‘UnReal’ Newbie Adam Demos on a Quinn-Rachel Love Triangle, Season 4 Details
When Lifetime’s UnReal premieres Season 3 on February 26, one face you’ll definitely notice is new series regular Adam Demos.
In his first US television role, the Aussie hunk plays August, a pro-surfer and humanitarian vying for love as a contestant on the Bachelor-inspired drama’s fictional dating show “Everlasting.” Things quickly get messy as August finds himself in a love triangle between the show’s top producers, Quinn (Constance Zimmer) and Rachel (Shiri Appleby).
Demos spoke with TV Insider ahead of the premiere, sharing some scoop on what UnReal has in store—plus, some additional intel on the already-in-production Season 4 and its Bachelor in Paradise-esque twist!
UnReal‘s first two seasons featured a male ‘suitor’ or lead, but this season, the suitor is a female. How do you think that has changed the show?
Adam Demos: The thing that’s different now is that we’ve got the ‘suitress,’ and the character—and the actress, Caitlin Fitzgerald—is a pretty strong, independent woman. What differs instantly is that she takes it to the girls, to Quinn and Rachel. She’s not an easy pushover like the guys have been in the past.
So you’ve got that dynamic, and then you now have all the male contestants. You put those guys under the microscope and chasing the one girl, and egos will come up every now and then. It gets pretty explosive.
The contestant-producer relationships on the show are crucial for how far the contestants go. Is there anything you can tell us about the relationship between August and his producer?
I think that when he gets there, he has an interesting relationship because, within the show, they sort of back him to go all the way initially. But August ends up being part of a little love triangle and forms a bit of a connection with both Rachel and Quinn.
I won’t go into it too much because it will ruin it, but you can see how that would probably cause conflict with them trying to produce him to win the show—especially once emotions are involved. So, once sparks fly, that causes a bit of hate and jealousy. It makes it pretty interesting.
In previous seasons, favorite female contestants were often pegged as ‘wifeys.’ Are they pegging August as ‘husband material?’
I think at the beginning, he’s cruising along. His storyline is more to do with outside of the show and the dynamics, you know, the relationships with Quinn and Rachel. Toward the end, he ends up coming back and forming a connection with the suitress, as well.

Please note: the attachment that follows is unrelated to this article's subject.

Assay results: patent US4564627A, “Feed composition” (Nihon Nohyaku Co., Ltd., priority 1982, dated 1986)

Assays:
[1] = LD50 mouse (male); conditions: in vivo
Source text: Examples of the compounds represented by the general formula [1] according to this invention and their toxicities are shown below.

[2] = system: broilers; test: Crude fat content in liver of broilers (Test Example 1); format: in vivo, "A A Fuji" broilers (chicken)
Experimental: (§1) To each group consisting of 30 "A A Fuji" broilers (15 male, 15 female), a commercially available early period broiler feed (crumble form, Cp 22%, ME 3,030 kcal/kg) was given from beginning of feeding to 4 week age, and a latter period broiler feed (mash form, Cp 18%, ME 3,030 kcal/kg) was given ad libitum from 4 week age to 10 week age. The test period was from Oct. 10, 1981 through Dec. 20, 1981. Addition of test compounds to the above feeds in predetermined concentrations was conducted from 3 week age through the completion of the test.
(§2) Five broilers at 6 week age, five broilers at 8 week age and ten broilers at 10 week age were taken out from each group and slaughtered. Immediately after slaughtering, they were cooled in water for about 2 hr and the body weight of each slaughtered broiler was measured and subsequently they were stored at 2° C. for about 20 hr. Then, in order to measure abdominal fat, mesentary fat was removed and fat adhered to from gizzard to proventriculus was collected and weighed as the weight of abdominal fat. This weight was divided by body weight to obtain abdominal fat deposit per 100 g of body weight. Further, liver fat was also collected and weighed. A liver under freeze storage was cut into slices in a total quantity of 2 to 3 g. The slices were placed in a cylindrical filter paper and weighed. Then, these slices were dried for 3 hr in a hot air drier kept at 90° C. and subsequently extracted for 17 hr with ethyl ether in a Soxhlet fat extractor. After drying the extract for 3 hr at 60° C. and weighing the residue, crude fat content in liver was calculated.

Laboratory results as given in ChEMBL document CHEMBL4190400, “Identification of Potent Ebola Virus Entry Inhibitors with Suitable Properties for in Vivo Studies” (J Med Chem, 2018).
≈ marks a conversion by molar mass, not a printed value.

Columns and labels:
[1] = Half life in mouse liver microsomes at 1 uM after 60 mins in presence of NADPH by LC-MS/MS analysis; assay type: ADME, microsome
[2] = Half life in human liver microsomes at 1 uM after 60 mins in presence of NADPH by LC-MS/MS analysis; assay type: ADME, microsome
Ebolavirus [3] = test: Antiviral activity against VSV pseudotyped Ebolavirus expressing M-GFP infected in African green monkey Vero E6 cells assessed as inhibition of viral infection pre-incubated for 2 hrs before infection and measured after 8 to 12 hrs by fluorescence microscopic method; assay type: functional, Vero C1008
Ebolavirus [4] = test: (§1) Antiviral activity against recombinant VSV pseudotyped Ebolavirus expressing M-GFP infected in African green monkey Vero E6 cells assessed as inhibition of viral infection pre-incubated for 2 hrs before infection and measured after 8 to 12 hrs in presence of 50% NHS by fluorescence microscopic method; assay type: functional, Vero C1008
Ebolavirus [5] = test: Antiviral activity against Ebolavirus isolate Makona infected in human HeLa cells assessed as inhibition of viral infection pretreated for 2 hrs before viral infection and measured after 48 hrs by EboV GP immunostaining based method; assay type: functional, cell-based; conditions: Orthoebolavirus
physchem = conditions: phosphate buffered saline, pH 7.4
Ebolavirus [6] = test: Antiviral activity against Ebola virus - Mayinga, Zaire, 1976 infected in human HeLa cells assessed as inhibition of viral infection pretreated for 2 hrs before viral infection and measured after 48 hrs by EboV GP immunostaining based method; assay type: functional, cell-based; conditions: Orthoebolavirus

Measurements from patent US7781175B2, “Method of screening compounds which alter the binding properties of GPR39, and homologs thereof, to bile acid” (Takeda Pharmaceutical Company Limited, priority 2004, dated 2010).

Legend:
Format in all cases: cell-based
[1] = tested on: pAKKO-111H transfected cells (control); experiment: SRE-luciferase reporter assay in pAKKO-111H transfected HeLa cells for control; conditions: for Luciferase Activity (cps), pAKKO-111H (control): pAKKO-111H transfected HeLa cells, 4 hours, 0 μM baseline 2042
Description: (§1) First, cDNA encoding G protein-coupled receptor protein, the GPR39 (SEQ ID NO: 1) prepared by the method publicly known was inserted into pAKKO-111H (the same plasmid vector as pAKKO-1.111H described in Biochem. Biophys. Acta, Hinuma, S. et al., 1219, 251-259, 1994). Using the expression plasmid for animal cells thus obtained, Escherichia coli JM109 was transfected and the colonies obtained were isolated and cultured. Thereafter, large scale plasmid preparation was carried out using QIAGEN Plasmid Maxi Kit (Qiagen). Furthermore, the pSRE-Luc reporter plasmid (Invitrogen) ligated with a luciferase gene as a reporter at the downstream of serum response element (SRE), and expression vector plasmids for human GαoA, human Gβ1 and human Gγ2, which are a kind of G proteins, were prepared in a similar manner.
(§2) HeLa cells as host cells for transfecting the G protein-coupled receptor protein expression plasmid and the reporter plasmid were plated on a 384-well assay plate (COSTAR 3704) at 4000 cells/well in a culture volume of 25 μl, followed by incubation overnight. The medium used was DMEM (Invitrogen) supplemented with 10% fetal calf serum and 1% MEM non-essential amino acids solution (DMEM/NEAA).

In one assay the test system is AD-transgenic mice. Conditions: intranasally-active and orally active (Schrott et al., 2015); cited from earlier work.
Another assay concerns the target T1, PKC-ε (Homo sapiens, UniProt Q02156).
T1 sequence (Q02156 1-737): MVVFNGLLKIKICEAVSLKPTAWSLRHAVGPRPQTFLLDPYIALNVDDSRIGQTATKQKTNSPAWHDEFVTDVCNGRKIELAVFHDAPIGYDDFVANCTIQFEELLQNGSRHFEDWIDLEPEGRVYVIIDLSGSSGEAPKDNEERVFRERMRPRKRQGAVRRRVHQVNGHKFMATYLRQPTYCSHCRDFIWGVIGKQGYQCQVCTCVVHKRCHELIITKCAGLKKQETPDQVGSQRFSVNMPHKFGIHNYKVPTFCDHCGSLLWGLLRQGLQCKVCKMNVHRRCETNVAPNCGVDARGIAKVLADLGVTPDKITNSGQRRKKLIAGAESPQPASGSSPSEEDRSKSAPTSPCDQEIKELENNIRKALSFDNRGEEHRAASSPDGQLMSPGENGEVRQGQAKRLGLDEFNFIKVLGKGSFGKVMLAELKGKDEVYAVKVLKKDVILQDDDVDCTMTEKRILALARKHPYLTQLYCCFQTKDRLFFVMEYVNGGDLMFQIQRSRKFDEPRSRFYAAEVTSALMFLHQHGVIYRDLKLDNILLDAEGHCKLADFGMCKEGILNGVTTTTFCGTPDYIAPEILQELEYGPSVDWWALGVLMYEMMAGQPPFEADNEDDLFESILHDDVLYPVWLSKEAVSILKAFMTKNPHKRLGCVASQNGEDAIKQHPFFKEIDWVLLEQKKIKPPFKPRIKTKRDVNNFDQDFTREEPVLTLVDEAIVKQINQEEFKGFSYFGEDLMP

He’s not initially a ‘wifey.’ He’s more appealing to Rachel, basically. But I think as the episodes go on, he ends up going in that direction.
Season 2 left us with a big cliffhanger when Coleman and ‘Hot Rachel’ get into a car wreck. Can you tell us about where the show picks back up after that?
It’s sort of just the aftermath—Rachel taking herself out of that world and out of that career because it was just too much to handle. Then, everyone is sort of fighting an identity crisis. The show’s gone completely downhill, so [Quinn]’s needing to get the ratings back up, and she needs Rachel to do that.
They’re sort of fighting the moral dilemma of whether to go back after something so brutal. It’s like an addiction for them. They can’t stay away. They end up getting back on the horse and getting back to work.
UnReal is obviously based on shows like The Bachelor and Bachelorette. Have you ever watched the original—or the popular Australia version?
No, I’ve never really watched it. But it’s funny because I did Season 3 and Season 4 of UnReal, and after Season 3, I went home for a little bit of a break and started watching it.
I think UnReal is so popular because it gives you a peek behind the curtains of how those reality shows work. So now, I’m so fascinated with it because it’s almost like I know how manipulative and twisted it is. It makes [the show] entertaining now watching it, knowing how they actually get what you see on camera. We actually had interviews with people who were on The Bachelor last season and they were saying how exactly the same it is.
Do you think you’ll be tuning in to watch The Bachelor Winter Games?
[Laughs] Yeah, I guess so, just because it’ll be a fascinating disaster. I’m sure I’ll tune in if I’m around a TV at the time.
You’ve been acting in Australia for a number of years but this is your TV debut in the US. Can you see a difference between Australian and American shows?
I think, for starters, it’s just the scale. There are so many more people involved in the show. There’s so many more crew, cast—and the budget.
But I mean, once you’re in a scene and you’re acting opposite someone, you don’t notice that stuff around. The acting itself isn’t different, I think just the scale was the thing that was the most opposite to Australia.
Were there any challenges unique to the making of UnReal?
Shooting UnReal was a different beast in itself. So you call action for UnReal, and then you call action for “Everlasting.” And then, they cut “Everlasting” with the fake crew and the fake AD and director, and then you’re still acting in UnReal. So it’s like you’re doing this weird inception. I’ve never experienced anything like that before. It was a bizarre, awesome ride. I loved it.
You mentioned before that you just finished filming Season 4 of UnReal. So clearly your character sticks around…
Yeah, we can expect to see August back. Season 4 is ‘All Stars,’ [featuring] the most popular past contestants within the “Everlasting” world. Lucky for me, I got to come back and do all that. It was a frickin’ joy that’s for sure.
There’s no suitor or suitress. It’s like Bachelor in Paradise, so you’ve just got half male, half female, and they couple up. That creates a whole other dynamic, as well. So everyone who loves the show, they won’t be disappointed with either season.
UnReal, Season 3 Premiere, Monday, Feb. 26, 10/9c, Lifetime